100 YEARS Mt. Lebanon Fire Department celebrates its Centennial in 2018. In tribute, each month, we’re taking a glimpse of local firefighting through the decades, featuring pictures and information from the municipal archives.
The Roaring ‘20s
The Commission reorganized the volunteer fire department, appointing William Phillips as the first fire chief and swearing in 19 firemen. Chief Phillips was not salaried but received $1 for each hour he worked on the equipment.
Since the first fire station at 520 Washington Road was barely large enough to house a truck, Mt. Lebanon firemen launched a door-to-door campaign to raise money to build a larger fire station.
The township erected a fire siren on the roof of Haller’s Garage on Washington Road and built a hose tower to dry fire hoses at the rear of the municipal building.
The Commission authorized a down payment of $3,900 to American LaFrance for a new fire engine to replace the original chemical engine. The new engine arrived in 1923.
The fire department continued its fund-raising efforts with a carnival.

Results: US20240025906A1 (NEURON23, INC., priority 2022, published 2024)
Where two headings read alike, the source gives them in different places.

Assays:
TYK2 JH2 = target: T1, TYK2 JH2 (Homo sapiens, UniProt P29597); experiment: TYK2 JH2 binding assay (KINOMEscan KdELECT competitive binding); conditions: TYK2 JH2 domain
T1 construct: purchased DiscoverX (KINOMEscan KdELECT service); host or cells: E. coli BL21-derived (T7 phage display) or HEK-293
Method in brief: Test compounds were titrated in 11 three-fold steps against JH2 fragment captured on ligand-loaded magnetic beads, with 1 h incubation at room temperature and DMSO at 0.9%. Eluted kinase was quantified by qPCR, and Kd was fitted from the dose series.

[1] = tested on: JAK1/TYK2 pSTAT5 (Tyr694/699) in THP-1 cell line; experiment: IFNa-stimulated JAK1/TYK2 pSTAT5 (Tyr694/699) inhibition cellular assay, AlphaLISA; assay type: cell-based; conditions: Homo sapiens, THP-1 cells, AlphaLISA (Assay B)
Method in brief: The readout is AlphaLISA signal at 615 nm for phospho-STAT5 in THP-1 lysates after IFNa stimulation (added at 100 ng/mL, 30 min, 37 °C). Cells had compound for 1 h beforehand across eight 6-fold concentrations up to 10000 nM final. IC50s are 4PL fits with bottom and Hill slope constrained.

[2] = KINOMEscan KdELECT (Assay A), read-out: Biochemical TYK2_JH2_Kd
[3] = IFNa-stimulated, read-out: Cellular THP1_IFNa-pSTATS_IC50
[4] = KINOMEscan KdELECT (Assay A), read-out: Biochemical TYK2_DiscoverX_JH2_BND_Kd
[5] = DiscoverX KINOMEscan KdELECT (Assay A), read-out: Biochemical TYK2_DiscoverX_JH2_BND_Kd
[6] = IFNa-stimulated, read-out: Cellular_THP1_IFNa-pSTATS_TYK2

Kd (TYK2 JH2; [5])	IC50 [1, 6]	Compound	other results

J.P. Clark was made chief. One year later, the department submitted a letter to the township manager signed by 12 of its 15 members requesting Clark’s removal from the position. The department held an election and chose Samuel Sill as a chief in April 1929.
The manager recommended transferring J.E. Woods from the police department to the fire department. Woods would become the department’s first career (paid) chief. David Hasley was hired as the first assistant fire chief.
The new municipal building plans were approved and incorporated a fire station on the ground floor at 710 Washington Road.
LOOK UP LEBO
It’s bicycle season! First things first: Always wear a helmet. Check that your tires are sufficiently inflated, brakes are working, chain runs smoothly, and quick-release levers are closed. Carry tools and supplies that are appropriate for your ride.